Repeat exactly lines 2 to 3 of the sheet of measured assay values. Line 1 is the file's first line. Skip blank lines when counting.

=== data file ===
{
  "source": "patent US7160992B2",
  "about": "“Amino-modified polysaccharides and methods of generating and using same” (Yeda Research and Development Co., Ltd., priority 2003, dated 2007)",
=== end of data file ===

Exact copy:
  "source": "patent US7160992B2",
  "about": "“Amino-modified polysaccharides and methods of generating and using same” (Yeda Research and Development Co., Ltd., priority 2003, dated 2007)",